Germany’s ruling Christian Democrat party (CDU) suffered another defeat at the polls this weekend. After losing their majority in the industrial western state of North Rhine-Westphalia last year, Chancellor Angela Merkel’s conservatives were decimated in local elections in Hamburg where the Social Democrats (SPD) nearly won an outright majority — a novelty in coalition heavy German politics.
The loss of North Rhine-Westphalia robbed the federal government of its majority in the upper house of parliament last May after Germany agreed to participate in a bailout scheme for ailing Greece.
As Europe’s largest economy, Germany has contributed nearly €120 billion to a stabilization fund that is designed to fend off concern of sovereign default in countries as Portugal and Spain. Voters are coping with austerity measures at home though while their government is apparently subsidizing weak economies in the south where people enjoy far more generous welfare provisions.
The liberals, the minority partners in Merkel’s cabinet, did relatively well in Hamburg this weekend where voters awarded the largest opposition party SPD with a spectacular 48.3 percent of the vote. Nationally however, the Free Democratic Party, favoring lower taxes and limited governments, has bore the grunt of dissatisfaction with the ruling coalition. As the government is enacting spending cuts, opposition parties are naturally gaining strength.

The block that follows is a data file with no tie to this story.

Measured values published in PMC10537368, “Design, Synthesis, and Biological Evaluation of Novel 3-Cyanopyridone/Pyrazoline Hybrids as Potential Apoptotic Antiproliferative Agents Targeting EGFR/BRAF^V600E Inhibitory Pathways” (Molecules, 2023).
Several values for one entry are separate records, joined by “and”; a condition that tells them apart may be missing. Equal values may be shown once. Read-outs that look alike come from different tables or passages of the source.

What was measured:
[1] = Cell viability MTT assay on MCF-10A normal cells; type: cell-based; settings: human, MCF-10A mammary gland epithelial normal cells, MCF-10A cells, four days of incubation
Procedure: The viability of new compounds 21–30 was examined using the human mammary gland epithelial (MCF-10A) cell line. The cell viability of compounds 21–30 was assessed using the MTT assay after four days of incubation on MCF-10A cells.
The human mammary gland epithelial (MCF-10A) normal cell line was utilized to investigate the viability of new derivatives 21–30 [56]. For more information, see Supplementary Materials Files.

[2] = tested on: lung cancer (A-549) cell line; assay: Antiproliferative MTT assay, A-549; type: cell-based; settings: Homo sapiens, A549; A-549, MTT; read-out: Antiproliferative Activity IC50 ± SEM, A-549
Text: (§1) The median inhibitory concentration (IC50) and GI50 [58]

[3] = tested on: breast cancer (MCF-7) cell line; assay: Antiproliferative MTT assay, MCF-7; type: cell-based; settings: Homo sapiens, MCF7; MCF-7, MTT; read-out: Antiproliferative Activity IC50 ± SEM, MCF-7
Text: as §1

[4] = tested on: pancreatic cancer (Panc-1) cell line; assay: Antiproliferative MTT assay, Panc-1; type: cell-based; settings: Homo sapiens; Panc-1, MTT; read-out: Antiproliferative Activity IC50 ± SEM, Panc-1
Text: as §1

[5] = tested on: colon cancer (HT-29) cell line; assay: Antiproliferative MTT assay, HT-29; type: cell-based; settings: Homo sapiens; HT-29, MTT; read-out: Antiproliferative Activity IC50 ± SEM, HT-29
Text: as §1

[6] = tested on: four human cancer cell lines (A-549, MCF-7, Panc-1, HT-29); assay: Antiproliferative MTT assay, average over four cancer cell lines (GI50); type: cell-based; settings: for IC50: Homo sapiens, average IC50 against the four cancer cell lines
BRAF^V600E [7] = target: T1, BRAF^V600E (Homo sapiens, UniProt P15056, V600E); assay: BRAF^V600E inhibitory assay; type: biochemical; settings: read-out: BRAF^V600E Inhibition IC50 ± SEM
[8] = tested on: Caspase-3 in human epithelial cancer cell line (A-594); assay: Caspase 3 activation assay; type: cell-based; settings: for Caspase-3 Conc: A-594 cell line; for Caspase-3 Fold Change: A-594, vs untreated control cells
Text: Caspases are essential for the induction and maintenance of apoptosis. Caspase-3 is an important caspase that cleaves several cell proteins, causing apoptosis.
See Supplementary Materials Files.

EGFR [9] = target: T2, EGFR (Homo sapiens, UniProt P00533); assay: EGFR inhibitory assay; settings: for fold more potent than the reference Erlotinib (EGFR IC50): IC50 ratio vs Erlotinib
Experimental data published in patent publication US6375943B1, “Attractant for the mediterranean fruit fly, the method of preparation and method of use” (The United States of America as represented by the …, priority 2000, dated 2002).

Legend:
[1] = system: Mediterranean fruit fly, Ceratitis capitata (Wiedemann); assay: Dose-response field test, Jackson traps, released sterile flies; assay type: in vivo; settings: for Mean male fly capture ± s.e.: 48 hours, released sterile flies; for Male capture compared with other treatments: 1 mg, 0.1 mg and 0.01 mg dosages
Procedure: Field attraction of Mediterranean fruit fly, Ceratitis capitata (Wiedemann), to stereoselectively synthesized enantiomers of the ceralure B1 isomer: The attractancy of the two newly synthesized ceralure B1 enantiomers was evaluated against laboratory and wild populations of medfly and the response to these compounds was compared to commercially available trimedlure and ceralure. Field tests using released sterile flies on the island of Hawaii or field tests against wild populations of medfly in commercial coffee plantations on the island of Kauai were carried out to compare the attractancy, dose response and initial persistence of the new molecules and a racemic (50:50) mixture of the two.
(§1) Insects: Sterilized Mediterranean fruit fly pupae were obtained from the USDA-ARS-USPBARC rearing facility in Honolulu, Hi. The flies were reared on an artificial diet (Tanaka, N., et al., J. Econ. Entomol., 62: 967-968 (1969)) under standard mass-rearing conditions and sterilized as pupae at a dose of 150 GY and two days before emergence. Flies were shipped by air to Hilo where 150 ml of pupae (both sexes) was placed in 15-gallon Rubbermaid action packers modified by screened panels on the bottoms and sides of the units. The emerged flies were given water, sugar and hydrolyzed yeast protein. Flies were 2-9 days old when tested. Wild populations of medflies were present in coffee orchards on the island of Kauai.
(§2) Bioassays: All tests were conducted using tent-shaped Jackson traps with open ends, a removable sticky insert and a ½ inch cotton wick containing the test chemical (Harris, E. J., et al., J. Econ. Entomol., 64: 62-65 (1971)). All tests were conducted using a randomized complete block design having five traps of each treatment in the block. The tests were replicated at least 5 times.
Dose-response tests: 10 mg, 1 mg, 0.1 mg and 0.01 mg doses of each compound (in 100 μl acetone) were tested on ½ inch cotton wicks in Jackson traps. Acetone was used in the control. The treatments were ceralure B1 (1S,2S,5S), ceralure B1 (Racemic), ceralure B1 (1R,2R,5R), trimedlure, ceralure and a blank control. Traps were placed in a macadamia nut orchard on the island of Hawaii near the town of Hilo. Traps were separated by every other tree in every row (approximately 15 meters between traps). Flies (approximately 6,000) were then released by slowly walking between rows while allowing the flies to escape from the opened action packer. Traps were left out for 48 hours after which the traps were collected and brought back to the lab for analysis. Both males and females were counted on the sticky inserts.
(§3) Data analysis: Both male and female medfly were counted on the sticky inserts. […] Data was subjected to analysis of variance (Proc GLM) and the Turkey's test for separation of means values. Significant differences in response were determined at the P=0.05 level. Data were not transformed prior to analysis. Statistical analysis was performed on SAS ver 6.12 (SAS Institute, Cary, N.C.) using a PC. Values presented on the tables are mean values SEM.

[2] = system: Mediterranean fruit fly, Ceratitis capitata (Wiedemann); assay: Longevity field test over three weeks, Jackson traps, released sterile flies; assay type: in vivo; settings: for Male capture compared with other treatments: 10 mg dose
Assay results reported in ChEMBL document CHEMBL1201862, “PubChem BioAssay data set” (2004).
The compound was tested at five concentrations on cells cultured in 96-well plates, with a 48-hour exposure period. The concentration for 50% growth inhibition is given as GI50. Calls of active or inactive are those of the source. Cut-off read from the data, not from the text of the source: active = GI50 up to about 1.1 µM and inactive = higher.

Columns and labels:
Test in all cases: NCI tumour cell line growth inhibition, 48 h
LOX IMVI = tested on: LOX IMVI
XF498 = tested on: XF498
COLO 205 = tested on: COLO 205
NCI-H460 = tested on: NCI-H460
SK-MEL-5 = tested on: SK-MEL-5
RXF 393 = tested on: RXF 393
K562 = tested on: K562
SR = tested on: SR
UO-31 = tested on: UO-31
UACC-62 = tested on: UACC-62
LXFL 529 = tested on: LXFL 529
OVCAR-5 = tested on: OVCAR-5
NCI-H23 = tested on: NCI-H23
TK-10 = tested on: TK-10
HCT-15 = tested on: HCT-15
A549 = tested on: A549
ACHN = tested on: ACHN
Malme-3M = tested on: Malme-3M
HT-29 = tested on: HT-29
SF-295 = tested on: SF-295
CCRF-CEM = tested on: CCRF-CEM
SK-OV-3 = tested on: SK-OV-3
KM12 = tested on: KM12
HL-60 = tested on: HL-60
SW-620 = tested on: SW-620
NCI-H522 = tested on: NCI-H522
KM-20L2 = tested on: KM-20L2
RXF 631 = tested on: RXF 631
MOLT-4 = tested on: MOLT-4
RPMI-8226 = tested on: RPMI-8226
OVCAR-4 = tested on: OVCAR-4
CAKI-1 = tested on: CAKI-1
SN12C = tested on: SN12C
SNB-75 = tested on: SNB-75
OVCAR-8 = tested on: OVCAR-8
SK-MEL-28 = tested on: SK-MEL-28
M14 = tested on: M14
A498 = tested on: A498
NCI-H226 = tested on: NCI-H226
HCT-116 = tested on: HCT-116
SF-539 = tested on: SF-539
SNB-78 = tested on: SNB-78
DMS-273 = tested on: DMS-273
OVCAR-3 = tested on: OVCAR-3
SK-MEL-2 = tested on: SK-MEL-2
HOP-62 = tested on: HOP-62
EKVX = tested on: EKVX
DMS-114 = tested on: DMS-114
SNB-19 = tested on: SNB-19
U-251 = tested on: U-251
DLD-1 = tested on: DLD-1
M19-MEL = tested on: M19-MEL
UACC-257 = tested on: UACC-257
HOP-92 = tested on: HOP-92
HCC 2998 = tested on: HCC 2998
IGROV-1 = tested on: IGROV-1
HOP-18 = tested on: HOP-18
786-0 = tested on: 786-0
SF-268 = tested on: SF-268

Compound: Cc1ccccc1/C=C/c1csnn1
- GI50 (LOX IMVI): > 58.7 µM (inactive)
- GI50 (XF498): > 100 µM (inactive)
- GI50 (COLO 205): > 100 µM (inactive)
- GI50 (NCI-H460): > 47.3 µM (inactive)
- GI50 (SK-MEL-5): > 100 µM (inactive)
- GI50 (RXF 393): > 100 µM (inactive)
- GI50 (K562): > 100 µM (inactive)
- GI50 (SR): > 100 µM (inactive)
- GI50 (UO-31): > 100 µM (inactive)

The SPD hopes that its victory in the city state that is Hamburg could herald a national resurgence. The party saw its support plummet in the most recent general election, winning a meager 23 percent of the vote in 2009 — its worst performance since the end of World War II.
The conservatives fear a repetition of Hamburg in the southern state of Baden-Württemberg, a traditional CDU bastion where there will be an election next month.
While the far left has also been on the rise, the conservative newspaper Die Welt doesn’t see a future in a coalition of Social Democrats, Greens and Die Linke. “Power lies in the center,” they believe.
According to the Frankfurter Allgemeine Zeitung, the conservatives’ alliance with the Green Party, inspired by a need to appeal to young, urban voters, has also failed. The CDU should ask itself: “What could a modern, urban center-right party, that does not depend on the Greens as a coalition partner, look like?”
The leftist Die Tageszeitung doesn’t rule out a federal coalition of conservatives and Greens however. As labor parties all across Europe are struggling to regain relevance, the SPD hasn’t yet managed to reinvent itself as a broad and centrist platform for reform. Young urban professionals prefer the more cosmopolitan Green Party while the CDU continues to depend on a largely rural and aging constituency.